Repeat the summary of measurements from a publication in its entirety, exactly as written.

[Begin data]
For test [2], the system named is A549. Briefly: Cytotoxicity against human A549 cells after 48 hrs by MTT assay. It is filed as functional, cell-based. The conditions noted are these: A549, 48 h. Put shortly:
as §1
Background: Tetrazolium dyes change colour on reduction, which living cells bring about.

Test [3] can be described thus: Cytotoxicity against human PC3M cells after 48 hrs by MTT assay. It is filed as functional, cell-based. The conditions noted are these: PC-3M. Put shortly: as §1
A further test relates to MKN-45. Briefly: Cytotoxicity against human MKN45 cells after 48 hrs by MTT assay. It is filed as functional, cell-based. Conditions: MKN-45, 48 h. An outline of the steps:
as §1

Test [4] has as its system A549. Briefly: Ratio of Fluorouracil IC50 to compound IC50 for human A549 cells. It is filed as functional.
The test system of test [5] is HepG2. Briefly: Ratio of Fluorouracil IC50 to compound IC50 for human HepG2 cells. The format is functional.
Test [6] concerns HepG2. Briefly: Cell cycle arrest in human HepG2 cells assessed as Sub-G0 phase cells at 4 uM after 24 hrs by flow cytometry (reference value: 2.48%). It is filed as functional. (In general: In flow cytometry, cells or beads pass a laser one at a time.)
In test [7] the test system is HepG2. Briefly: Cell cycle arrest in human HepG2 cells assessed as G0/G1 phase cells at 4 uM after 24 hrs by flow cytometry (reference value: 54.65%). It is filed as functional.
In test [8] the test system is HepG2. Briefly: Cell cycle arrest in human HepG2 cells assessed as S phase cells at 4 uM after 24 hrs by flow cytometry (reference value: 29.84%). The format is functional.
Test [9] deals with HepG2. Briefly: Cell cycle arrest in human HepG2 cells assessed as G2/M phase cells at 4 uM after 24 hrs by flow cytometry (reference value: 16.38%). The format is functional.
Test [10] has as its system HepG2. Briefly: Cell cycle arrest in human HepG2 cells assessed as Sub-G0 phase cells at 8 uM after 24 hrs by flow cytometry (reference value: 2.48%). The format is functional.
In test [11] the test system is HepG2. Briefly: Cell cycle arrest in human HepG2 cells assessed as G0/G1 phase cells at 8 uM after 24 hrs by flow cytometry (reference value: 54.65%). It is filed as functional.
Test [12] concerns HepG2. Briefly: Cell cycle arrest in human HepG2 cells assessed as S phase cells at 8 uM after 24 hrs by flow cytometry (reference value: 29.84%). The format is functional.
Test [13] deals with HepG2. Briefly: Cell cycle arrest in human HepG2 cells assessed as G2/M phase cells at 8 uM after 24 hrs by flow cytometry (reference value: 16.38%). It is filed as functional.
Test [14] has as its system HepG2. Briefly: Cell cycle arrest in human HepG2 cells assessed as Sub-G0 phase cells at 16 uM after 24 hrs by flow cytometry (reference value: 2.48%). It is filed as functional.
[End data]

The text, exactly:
For test [2], the system named is A549. Briefly: Cytotoxicity against human A549 cells after 48 hrs by MTT assay. It is filed as functional, cell-based. The conditions noted are these: A549, 48 h. Put shortly:
as §1
Background: Tetrazolium dyes change colour on reduction, which living cells bring about.

Test [3] can be described thus: Cytotoxicity against human PC3M cells after 48 hrs by MTT assay. It is filed as functional, cell-based. The conditions noted are these: PC-3M. Put shortly: as §1
A further test relates to MKN-45. Briefly: Cytotoxicity against human MKN45 cells after 48 hrs by MTT assay. It is filed as functional, cell-based. Conditions: MKN-45, 48 h. An outline of the steps:
as §1

Test [4] has as its system A549. Briefly: Ratio of Fluorouracil IC50 to compound IC50 for human A549 cells. It is filed as functional.
The test system of test [5] is HepG2. Briefly: Ratio of Fluorouracil IC50 to compound IC50 for human HepG2 cells. The format is functional.
Test [6] concerns HepG2. Briefly: Cell cycle arrest in human HepG2 cells assessed as Sub-G0 phase cells at 4 uM after 24 hrs by flow cytometry (reference value: 2.48%). It is filed as functional. (In general: In flow cytometry, cells or beads pass a laser one at a time.)
In test [7] the test system is HepG2. Briefly: Cell cycle arrest in human HepG2 cells assessed as G0/G1 phase cells at 4 uM after 24 hrs by flow cytometry (reference value: 54.65%). It is filed as functional.
In test [8] the test system is HepG2. Briefly: Cell cycle arrest in human HepG2 cells assessed as S phase cells at 4 uM after 24 hrs by flow cytometry (reference value: 29.84%). The format is functional.
Test [9] deals with HepG2. Briefly: Cell cycle arrest in human HepG2 cells assessed as G2/M phase cells at 4 uM after 24 hrs by flow cytometry (reference value: 16.38%). The format is functional.
Test [10] has as its system HepG2. Briefly: Cell cycle arrest in human HepG2 cells assessed as Sub-G0 phase cells at 8 uM after 24 hrs by flow cytometry (reference value: 2.48%). The format is functional.
In test [11] the test system is HepG2. Briefly: Cell cycle arrest in human HepG2 cells assessed as G0/G1 phase cells at 8 uM after 24 hrs by flow cytometry (reference value: 54.65%). It is filed as functional.
Test [12] concerns HepG2. Briefly: Cell cycle arrest in human HepG2 cells assessed as S phase cells at 8 uM after 24 hrs by flow cytometry (reference value: 29.84%). The format is functional.
Test [13] deals with HepG2. Briefly: Cell cycle arrest in human HepG2 cells assessed as G2/M phase cells at 8 uM after 24 hrs by flow cytometry (reference value: 16.38%). It is filed as functional.
Test [14] has as its system HepG2. Briefly: Cell cycle arrest in human HepG2 cells assessed as Sub-G0 phase cells at 16 uM after 24 hrs by flow cytometry (reference value: 2.48%). It is filed as functional.